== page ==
The first snow blower was invented in Montreal, Quebec, Canada by Arthur Sicard in 1925. The Sicard Snow Remover Snowblower consisted of a four-wheel drive truck, with a snow scooping section, an impeller powered by a separate motor, and two chutes. Today’s snow blowers operate on the same principles exhibited by Sicard’s machine.
 Features/How it Works
All snow blowers are composed of a frame, a motor, a chute, and an impeller. The impeller is the first thing snow comes in contact with. The impeller spins via a belt connected to the motor. As it spins, it simultaneously draws in new snow as it expels existing snow out the chute. Chutes can be adjusted so snow is discharged at an angle convenient to the operator. Most snow blowers are of the walk-behind variety, although larger models may include a seat for the operator.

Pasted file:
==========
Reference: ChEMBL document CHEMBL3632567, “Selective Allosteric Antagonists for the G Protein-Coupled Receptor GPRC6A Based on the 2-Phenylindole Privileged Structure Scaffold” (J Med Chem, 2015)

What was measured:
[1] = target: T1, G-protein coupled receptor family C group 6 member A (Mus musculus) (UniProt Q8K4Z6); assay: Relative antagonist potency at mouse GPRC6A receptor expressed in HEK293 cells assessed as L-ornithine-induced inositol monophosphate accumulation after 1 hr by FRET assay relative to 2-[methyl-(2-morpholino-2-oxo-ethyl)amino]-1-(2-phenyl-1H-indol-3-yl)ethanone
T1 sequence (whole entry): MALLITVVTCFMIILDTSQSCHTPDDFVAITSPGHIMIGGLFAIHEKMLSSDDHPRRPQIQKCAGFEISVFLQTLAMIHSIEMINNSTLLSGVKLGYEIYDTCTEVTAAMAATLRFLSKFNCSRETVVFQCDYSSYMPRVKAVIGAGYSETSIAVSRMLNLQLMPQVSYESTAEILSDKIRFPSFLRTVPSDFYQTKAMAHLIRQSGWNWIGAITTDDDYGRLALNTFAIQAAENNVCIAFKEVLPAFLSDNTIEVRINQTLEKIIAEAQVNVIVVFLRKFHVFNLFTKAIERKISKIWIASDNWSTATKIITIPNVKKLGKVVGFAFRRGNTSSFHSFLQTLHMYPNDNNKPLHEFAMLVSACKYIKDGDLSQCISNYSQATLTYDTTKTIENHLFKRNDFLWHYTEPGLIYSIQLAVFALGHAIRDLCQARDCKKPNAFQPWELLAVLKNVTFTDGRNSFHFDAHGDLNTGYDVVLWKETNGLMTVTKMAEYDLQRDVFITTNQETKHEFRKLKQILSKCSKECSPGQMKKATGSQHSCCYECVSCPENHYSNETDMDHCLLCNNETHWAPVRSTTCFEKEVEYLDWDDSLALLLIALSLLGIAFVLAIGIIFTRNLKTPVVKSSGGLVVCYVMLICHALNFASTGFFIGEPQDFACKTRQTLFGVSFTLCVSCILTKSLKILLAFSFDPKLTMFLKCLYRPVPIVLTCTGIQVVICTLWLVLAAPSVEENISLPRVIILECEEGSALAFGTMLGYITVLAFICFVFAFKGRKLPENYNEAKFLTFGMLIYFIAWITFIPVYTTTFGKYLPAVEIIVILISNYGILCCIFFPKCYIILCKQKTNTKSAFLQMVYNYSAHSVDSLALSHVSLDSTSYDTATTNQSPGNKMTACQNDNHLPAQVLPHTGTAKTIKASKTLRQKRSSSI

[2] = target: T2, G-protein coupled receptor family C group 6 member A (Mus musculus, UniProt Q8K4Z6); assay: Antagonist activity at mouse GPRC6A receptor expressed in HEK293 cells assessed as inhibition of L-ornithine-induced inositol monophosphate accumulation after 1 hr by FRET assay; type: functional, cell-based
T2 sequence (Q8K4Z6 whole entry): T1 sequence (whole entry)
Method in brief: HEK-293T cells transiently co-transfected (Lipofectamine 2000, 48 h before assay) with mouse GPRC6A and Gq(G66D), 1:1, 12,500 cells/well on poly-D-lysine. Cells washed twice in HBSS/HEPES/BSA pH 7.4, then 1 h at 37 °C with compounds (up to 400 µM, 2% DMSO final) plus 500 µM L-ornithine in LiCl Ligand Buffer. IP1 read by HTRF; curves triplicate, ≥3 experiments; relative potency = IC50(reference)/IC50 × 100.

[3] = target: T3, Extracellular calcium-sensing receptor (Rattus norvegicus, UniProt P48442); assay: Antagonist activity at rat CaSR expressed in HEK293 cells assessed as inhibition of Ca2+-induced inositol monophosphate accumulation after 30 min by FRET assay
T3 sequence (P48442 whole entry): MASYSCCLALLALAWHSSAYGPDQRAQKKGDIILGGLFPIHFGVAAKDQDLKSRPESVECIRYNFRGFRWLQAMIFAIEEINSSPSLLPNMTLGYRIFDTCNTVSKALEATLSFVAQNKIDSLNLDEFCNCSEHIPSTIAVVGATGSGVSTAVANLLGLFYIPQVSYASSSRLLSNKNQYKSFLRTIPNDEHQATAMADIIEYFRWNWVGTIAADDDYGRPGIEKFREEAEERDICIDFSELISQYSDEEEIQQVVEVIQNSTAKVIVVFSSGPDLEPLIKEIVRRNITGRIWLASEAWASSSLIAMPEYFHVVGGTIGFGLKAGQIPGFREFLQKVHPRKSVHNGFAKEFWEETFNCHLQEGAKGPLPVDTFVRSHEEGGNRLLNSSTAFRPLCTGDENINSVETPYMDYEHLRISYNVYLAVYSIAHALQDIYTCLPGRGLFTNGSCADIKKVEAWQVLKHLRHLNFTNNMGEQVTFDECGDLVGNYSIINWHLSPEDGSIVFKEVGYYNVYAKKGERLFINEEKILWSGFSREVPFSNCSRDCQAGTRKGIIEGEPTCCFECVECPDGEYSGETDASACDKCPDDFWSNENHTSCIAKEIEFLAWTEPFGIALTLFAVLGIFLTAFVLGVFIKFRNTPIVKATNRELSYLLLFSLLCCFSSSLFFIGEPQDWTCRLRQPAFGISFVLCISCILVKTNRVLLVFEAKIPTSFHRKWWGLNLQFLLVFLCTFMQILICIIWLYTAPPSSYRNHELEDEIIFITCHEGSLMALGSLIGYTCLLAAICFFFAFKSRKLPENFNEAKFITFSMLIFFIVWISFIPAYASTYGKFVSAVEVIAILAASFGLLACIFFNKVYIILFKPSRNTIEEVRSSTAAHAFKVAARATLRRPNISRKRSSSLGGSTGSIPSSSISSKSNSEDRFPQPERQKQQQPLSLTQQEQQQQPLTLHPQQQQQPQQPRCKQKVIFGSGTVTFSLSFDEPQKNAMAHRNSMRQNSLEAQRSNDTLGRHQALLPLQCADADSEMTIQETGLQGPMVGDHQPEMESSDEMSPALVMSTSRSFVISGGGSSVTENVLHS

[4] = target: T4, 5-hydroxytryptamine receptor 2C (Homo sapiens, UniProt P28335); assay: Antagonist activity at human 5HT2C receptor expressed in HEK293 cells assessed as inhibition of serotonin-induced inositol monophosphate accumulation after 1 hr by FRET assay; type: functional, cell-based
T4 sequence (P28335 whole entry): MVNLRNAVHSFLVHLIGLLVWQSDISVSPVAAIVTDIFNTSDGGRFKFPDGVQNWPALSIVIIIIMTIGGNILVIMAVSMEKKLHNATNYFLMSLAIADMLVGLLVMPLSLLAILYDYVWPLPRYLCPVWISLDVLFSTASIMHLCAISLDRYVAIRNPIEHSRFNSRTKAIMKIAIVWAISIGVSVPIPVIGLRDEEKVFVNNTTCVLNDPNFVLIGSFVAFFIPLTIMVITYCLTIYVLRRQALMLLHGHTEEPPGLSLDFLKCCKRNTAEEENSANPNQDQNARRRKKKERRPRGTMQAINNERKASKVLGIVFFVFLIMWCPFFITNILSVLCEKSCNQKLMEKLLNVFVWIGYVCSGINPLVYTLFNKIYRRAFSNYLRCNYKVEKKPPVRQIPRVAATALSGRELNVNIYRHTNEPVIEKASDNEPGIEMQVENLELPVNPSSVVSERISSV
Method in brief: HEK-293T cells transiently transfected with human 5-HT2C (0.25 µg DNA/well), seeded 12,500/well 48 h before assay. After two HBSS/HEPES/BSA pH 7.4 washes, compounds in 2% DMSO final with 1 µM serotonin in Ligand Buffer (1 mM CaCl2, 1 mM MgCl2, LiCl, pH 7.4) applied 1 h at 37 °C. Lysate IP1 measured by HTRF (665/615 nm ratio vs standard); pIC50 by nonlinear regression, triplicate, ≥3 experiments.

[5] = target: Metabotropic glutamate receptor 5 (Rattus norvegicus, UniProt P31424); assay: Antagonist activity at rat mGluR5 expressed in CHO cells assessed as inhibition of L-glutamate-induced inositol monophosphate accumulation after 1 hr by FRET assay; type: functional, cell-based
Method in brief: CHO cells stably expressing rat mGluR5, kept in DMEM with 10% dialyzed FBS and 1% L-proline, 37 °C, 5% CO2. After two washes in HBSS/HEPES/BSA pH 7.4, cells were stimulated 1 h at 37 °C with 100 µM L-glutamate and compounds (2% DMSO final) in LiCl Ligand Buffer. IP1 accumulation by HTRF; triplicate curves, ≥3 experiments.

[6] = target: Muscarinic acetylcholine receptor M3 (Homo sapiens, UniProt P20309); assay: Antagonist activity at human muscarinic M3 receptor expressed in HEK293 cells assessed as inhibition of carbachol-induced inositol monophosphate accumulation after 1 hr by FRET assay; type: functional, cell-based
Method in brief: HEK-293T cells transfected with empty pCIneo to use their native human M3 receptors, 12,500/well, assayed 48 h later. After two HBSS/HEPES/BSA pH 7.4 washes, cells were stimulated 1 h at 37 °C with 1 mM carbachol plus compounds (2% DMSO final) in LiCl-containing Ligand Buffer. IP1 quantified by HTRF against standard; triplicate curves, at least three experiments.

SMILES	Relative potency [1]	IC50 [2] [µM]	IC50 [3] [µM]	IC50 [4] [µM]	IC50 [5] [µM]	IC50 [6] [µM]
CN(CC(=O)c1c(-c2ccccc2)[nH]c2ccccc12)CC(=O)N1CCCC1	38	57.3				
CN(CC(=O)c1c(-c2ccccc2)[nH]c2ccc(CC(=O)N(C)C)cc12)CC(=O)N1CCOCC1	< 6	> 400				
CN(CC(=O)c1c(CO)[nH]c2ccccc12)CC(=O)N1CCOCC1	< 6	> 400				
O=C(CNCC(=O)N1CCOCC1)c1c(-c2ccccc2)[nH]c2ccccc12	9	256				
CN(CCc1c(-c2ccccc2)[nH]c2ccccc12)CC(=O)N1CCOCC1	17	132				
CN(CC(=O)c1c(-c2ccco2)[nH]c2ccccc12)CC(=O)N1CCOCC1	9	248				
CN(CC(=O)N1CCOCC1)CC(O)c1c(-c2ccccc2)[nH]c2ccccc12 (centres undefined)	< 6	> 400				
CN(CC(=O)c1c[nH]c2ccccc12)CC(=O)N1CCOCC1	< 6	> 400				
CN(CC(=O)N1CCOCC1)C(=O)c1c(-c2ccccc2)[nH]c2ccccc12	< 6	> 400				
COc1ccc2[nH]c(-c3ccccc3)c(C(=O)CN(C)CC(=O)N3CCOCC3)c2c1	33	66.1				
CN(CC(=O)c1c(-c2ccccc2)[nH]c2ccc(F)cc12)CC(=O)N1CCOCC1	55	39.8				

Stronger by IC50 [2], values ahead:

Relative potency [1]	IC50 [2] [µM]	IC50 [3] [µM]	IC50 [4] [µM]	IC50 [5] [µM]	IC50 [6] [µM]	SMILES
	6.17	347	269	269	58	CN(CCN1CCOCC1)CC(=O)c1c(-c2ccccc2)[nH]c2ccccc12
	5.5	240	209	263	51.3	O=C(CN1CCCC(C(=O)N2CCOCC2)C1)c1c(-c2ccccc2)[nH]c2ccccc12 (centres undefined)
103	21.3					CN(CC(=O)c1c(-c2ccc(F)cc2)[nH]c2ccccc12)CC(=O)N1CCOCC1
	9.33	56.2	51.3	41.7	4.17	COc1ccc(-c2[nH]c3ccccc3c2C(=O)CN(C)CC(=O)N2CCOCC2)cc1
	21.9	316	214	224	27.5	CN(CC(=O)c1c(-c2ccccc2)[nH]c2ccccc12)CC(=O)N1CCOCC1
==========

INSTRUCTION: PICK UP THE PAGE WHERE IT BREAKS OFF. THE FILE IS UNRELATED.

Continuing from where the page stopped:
There are two basic types of snow blower; the one stage and two stage blower. A one stage blower is the most basic design, composed of a frame, motor, impeller, and chute. A two stage design is slightly more complicated as it features metal augers at the front, which break-up any chunks of snow before it hits the impeller.
 Common Manufacturers
- Buhler Versatile
- John Deere
- White Outdoor